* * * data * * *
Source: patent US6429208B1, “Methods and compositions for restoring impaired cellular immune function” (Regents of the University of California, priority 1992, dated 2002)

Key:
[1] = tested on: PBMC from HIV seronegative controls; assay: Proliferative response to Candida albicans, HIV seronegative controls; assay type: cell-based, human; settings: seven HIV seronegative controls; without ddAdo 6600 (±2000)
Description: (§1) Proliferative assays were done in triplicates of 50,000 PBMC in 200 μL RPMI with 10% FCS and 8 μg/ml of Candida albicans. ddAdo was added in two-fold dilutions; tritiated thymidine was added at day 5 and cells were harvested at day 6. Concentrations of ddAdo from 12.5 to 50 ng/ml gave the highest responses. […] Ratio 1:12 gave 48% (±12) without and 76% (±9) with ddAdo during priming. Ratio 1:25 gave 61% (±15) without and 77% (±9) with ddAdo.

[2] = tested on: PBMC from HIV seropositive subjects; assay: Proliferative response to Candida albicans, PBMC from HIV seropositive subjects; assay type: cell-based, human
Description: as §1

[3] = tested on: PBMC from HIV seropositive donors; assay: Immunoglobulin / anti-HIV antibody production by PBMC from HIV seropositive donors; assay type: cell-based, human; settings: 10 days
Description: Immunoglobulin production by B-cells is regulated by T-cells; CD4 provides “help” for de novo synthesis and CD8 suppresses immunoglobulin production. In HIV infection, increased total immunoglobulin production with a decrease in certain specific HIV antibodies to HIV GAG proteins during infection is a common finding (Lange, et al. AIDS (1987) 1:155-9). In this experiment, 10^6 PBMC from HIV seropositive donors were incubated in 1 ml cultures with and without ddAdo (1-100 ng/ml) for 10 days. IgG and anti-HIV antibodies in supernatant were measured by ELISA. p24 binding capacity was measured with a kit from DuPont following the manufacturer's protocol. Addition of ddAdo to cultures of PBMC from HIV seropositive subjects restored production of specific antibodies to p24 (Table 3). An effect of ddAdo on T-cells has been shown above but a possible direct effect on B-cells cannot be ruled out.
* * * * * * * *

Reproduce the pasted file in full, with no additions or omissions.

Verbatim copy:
Source: patent US6429208B1, “Methods and compositions for restoring impaired cellular immune function” (Regents of the University of California, priority 1992, dated 2002)

Key:
[1] = tested on: PBMC from HIV seronegative controls; assay: Proliferative response to Candida albicans, HIV seronegative controls; assay type: cell-based, human; settings: seven HIV seronegative controls; without ddAdo 6600 (±2000)
Description: (§1) Proliferative assays were done in triplicates of 50,000 PBMC in 200 μL RPMI with 10% FCS and 8 μg/ml of Candida albicans. ddAdo was added in two-fold dilutions; tritiated thymidine was added at day 5 and cells were harvested at day 6. Concentrations of ddAdo from 12.5 to 50 ng/ml gave the highest responses. […] Ratio 1:12 gave 48% (±12) without and 76% (±9) with ddAdo during priming. Ratio 1:25 gave 61% (±15) without and 77% (±9) with ddAdo.

[2] = tested on: PBMC from HIV seropositive subjects; assay: Proliferative response to Candida albicans, PBMC from HIV seropositive subjects; assay type: cell-based, human
Description: as §1

[3] = tested on: PBMC from HIV seropositive donors; assay: Immunoglobulin / anti-HIV antibody production by PBMC from HIV seropositive donors; assay type: cell-based, human; settings: 10 days
Description: Immunoglobulin production by B-cells is regulated by T-cells; CD4 provides “help” for de novo synthesis and CD8 suppresses immunoglobulin production. In HIV infection, increased total immunoglobulin production with a decrease in certain specific HIV antibodies to HIV GAG proteins during infection is a common finding (Lange, et al. AIDS (1987) 1:155-9). In this experiment, 10^6 PBMC from HIV seropositive donors were incubated in 1 ml cultures with and without ddAdo (1-100 ng/ml) for 10 days. IgG and anti-HIV antibodies in supernatant were measured by ELISA. p24 binding capacity was measured with a kit from DuPont following the manufacturer's protocol. Addition of ddAdo to cultures of PBMC from HIV seropositive subjects restored production of specific antibodies to p24 (Table 3). An effect of ddAdo on T-cells has been shown above but a possible direct effect on B-cells cannot be ruled out.